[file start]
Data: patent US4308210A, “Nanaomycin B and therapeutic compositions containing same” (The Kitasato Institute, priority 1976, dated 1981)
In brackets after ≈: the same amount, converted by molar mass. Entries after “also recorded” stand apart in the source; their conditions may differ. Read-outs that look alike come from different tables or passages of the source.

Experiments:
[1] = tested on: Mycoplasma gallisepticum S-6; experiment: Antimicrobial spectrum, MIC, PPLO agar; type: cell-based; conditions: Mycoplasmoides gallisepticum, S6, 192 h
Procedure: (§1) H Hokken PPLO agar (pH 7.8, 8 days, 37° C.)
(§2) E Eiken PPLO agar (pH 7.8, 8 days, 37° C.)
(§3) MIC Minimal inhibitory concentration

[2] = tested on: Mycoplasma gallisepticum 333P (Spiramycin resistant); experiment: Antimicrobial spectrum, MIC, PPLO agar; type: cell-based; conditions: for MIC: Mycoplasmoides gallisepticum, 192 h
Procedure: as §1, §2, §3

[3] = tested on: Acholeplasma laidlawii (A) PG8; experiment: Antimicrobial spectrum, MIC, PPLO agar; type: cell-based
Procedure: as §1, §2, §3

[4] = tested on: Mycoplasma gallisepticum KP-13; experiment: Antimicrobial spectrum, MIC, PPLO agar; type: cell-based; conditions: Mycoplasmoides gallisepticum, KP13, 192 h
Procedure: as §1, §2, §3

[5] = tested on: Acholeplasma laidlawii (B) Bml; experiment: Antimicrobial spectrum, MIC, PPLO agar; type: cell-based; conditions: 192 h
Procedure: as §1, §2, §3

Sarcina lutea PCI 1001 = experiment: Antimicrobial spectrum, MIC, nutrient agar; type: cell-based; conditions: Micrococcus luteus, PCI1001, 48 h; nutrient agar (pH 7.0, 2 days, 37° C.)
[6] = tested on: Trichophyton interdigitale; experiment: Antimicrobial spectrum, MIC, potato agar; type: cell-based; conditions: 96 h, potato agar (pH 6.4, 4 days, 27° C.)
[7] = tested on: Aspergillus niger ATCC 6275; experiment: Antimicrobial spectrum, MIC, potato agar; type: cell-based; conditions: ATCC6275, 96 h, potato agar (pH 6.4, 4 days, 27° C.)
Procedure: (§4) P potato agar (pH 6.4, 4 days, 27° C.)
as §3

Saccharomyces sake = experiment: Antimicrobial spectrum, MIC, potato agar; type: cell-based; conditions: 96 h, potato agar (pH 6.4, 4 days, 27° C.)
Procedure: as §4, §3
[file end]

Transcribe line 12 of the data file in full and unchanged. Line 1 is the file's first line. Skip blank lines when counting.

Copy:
[4] = tested on: Mycoplasma gallisepticum KP-13; experiment: Antimicrobial spectrum, MIC, PPLO agar; type: cell-based; conditions: Mycoplasmoides gallisepticum, KP13, 192 h